Dear Heavy, the first question you need to ask is why you want to lose weight.  If you can’t come up with a good reason, keep eating.  It also might be all hair.  Wait until you shed out in Spring and see if you look smaller.  Good luck!  – Katie

The Beauty of Imperfection

28 Dec

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When people start shopping for a horse (or a house), they are looking for perfection.  The horse must be between 5 and 15 years old, at least 15.2 hands tall, tie, clip, load, bathe, pass a vet exam and be safe on trails, good in the arena, not buddy sour, and have a rocking chair canter.  They must be a gelding and have no vices.  The horse must respect fences, get along with other horses, not be too alpha and ride well in the surf and on the beach.  They must also highline and overnight camp and not need shoes.  If they also are patterned on barrels, work cows, jump and do Western pleasure that would be good.  They must be schooling at least first level dressage.  Four white socks and a blaze would be a nice touch, as would a show record.

Reality drops like a ten ton brick.  It’s like when you want to buy your first house.  Every flaw seems monumental.  That spot of mold in the drywall under the sink could be a deal breaker.  I wouldn’t look at 1 1/2 car garages, only 2 car garages.

Slowly the search expands.  The great house with a 1 1/2 car garage starts to look appealing.  As does the horse with a few quirks.  That is because no horse and no house is perfect.  They all need work.  And will need work later.  Downspouts rust through.  Horses get older and have issues.  Nothing ever achieves the perfection of the original list of “must haves.”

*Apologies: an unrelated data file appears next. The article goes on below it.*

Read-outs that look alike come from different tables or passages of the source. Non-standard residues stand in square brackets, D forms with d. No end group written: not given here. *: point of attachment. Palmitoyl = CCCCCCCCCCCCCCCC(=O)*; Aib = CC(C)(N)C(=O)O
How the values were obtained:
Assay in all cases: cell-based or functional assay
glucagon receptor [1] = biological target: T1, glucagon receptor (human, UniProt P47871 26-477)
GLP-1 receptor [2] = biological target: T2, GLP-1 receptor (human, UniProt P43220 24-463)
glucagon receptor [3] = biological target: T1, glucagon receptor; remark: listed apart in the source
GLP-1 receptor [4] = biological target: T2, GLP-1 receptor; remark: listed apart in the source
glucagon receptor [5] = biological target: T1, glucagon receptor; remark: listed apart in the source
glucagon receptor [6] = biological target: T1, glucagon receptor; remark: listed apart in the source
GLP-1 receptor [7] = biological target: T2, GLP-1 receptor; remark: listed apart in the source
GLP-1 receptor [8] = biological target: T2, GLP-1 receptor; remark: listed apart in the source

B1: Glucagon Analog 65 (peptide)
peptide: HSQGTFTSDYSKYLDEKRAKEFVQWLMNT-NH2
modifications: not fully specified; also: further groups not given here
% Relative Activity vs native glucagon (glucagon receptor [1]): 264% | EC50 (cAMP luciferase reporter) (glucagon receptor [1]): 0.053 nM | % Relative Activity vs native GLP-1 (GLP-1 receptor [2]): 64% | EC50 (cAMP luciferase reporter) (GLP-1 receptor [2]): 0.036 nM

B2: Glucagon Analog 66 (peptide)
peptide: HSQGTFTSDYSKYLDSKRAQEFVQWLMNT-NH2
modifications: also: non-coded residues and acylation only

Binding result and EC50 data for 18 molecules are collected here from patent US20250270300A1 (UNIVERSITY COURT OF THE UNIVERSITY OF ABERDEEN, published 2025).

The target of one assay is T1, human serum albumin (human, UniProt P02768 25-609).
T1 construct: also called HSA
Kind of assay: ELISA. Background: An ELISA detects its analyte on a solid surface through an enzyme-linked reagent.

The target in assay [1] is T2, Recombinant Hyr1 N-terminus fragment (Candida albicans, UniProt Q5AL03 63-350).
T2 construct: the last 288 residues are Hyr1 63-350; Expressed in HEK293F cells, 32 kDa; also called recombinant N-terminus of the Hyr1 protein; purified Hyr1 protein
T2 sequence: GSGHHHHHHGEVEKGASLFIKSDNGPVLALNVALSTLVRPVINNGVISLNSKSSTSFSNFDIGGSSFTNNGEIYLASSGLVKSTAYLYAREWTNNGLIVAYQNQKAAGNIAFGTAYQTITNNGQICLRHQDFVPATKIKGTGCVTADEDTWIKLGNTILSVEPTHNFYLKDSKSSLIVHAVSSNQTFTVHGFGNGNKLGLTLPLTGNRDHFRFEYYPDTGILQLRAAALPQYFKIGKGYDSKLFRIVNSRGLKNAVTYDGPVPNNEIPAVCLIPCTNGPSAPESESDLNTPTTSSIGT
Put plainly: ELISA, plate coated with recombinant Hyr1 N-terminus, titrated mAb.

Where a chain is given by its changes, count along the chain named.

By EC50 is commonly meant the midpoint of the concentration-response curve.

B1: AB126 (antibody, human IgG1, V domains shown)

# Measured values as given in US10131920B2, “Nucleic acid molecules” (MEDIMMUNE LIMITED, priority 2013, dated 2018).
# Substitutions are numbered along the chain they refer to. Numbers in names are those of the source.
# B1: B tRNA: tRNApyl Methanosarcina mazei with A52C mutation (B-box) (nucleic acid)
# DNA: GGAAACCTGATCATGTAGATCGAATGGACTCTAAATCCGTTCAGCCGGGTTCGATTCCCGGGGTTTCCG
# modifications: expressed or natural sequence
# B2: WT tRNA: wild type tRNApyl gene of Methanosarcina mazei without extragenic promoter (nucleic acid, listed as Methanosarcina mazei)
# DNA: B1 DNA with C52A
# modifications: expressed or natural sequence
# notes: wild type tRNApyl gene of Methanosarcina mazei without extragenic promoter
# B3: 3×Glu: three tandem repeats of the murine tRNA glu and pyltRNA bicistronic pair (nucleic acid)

The more houses and horses you own, the more you become willing to look at a great animal or house with a small problem or two.  Big structural problems like building in a flood plain or having a termite colony in the basement are deal breakers.  So is a lame horse, a horse with major psychological or physical problems.

But little quirks become acceptable.  A house with an ugly bathroom is OK.  The silver and pink cupid wallpaper in the dining room can be steamed off.  A horse that needs shoes in front is OK.  An 18 year old pony maybe isn’t so bad.  Forget the four white socks- plain bays are cute, too.  Horse doesn’t clip well- that can be worked on.

If a horse has a sound mind and relatively sound body, it is like a house with good bones in a nice neighborhood.  You can work with it.  Often the perfect house or perfect- appearing horse has hidden problems.  If it seems too good to be true, it probably is.